Do elderly people in various age brackets have an associated “normal” ejection fraction?
For example, what is the expected or normal ejection fraction for the typical elderly person between 80 and 89?
And how about between 70 and 79?
How about 90+?
Definition of Ejection Fraction
This is the percentage of blood that is pumped or ejected out of the heart with each beat.
Two people with the same ejection fraction don’t necessarily get the same volume of blood being pumped out with each beat.
This is because the ejected percentage is relative to the amount of blood that the heart fills with before each beat.
Thirty percent of two different filling volumes in two different hearts is not the same amount of blood being pumped out for those two hearts if those hearts fill with different amounts of blood prior to each beat.
To put this simply, imagine that one-third of a cup of water is being expelled, and then one-third of a gallon of water is being expelled.
In both cases, the “ejection” is 30%, but the net ejected water is much greater when it comes from the gallon than from the cup.
Ejection Fractions of Various Age Ranges of the Elderly
“Normal ejection fraction is between 55-70%,” says Waqar Khan, MD, who’s been providing state-of-the-art cardiology services to the Houston area for over 20 years, and is author of “Be Heart Smart: Understand, Treat, and Prevent Coronary Heart Disease.”
The “normal” here refers to a normal or healthy function – regardless of the patient’s age.
“It’s not really affected by age,” says Dr. Khan. “Left ventricular ejection fraction is the ability of the left ventricle or the left chamber of the heart to contract.
“Normally the left chamber pumps oxygenated blood to various organs of the body. This ability of the heart to squeeze blood is reduced in many cases of heart attack as well as diseases of the heart muscle.”
The heart muscle may become altered in shape due to chronic high blood pressure.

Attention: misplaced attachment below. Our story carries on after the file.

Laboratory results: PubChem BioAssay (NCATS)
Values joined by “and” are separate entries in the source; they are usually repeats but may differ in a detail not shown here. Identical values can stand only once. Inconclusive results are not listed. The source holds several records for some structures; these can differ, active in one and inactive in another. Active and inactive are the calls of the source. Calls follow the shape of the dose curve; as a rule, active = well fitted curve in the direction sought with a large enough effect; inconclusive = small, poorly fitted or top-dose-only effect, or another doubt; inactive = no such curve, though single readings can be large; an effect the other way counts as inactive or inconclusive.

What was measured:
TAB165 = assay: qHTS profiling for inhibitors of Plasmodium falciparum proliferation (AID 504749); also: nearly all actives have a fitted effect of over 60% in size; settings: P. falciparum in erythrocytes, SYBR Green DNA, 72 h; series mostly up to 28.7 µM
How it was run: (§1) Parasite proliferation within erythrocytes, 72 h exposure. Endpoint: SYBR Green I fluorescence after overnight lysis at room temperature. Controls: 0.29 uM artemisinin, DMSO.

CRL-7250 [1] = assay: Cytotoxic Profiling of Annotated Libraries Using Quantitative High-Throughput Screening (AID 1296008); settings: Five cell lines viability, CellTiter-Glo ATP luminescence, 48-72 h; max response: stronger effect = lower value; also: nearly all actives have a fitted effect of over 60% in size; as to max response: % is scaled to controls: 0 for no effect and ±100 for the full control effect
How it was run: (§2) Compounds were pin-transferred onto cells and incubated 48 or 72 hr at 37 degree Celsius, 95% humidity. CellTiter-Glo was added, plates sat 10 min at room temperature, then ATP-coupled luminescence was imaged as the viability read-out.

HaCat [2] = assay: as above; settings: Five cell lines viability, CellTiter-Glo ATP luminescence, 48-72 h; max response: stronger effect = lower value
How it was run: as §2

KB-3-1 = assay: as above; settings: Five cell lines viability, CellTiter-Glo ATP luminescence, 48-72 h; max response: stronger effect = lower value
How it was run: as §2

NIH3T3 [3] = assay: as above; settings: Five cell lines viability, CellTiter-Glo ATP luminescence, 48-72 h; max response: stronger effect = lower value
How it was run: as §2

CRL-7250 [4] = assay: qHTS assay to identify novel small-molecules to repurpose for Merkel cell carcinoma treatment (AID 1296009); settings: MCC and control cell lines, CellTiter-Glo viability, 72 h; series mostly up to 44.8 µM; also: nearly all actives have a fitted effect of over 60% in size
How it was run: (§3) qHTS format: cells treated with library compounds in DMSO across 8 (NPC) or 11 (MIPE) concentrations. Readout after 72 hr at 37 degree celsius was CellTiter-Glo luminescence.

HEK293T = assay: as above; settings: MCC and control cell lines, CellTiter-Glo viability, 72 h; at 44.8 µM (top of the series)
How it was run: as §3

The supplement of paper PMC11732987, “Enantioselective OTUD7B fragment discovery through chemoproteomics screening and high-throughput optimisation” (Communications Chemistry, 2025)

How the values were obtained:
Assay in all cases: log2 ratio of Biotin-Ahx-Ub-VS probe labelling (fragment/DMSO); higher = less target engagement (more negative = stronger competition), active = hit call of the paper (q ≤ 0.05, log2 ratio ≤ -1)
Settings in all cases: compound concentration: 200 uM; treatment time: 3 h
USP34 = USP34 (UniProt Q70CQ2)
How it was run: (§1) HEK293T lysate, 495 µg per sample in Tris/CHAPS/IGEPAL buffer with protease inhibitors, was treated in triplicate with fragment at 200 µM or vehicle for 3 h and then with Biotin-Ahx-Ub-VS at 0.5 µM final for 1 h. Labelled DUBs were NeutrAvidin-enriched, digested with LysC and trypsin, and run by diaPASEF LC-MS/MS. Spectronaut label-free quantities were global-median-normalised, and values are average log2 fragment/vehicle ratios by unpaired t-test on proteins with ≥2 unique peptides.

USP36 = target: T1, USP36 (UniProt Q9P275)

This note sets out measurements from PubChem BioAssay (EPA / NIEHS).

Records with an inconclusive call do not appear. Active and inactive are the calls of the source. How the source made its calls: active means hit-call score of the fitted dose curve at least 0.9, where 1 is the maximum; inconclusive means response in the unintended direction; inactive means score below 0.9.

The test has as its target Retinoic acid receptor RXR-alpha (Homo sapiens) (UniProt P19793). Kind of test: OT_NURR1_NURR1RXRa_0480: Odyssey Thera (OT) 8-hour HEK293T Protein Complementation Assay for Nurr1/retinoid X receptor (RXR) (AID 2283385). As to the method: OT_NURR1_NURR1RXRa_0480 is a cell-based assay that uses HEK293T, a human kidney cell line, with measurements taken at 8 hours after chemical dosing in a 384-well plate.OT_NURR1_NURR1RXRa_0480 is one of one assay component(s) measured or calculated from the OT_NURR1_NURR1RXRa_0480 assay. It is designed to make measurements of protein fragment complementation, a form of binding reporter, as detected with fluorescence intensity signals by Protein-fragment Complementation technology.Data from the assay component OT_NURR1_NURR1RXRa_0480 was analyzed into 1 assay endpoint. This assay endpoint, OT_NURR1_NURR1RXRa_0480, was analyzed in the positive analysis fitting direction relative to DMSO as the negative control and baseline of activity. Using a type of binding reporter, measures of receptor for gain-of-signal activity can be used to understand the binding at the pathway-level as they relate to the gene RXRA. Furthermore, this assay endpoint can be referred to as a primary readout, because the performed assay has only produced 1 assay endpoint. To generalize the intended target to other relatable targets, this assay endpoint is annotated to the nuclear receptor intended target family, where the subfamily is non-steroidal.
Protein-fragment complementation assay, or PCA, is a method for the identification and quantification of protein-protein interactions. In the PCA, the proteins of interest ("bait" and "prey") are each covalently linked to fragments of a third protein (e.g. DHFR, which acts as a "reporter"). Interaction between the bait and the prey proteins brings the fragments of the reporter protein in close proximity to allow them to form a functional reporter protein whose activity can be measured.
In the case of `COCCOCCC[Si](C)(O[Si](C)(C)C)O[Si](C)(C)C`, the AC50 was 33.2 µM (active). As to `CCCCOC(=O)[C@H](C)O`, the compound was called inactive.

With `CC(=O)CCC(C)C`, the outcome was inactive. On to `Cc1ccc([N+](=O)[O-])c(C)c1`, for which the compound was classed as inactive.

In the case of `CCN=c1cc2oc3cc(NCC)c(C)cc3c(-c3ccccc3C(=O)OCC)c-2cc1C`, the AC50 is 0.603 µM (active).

This alteration in shape will impair the efficacy of the heart’s pumping action, leading to a condition called chronic heart failure. This influences ejection fraction.
“A normal ejection fraction is typically above 55%,” says Dr. Khan. “I tell my patients this is not like your high school English test where you need to score a 100%.”
Ejection Fraction and Age
Dr. Khan says, “It’s abnormal for someone to have an ejection fraction that’s more than 90%. Most individuals young or old have an ejection fraction between 55 to 70%.”
This is an average for people of any age in general. Now if you have a room full of people of elderly or even middle age, who all have been diagnosed with chronic heart failure — and all of their ejection fractions are measured via echocardiogram – certainly the average range of percentage is going to be below 50 percent.
• Chronic heart failure affects many people under age 65.
• Conversely, many people of senior age do not have chronic (formally known as “congestive”) heart failure – meaning, ejection fractions in the normal range of 55 to 70%.
• There are no studies that have determined what the “average” ejection fraction would be of any random large group of people in any particular age bracket, let alone over age 65.
A person who’s 92 and still functioning fairly well (albeit requiring a cane), most likely would not have tested positive for chronic heart failure (e.g., ejection fraction of 35%) at the age of 84.
It’s possible, but not likely, since this disease is progressive and often results in death within eight years of diagnosis (depending on the cause, such as coronary artery disease).
Conversely, person with chronic heart failure from coronary artery disease (and hence, reduced ejection fraction) at the age of 50 probably won’t see their 85th birthday.
Waqar Khan, MD, has a private practice and serves as an affiliate faculty member at Baylor College of Medicine in Houston, TX. Learn more about Dr. Khan here and more about “Be Heart Smart” here.
Lorra Garrick has been covering medical, fitness and cybersecurity topics for many years, having written thousands of articles for print magazines and websites, including as a ghostwriter. She’s also a former ACE-certified personal trainer.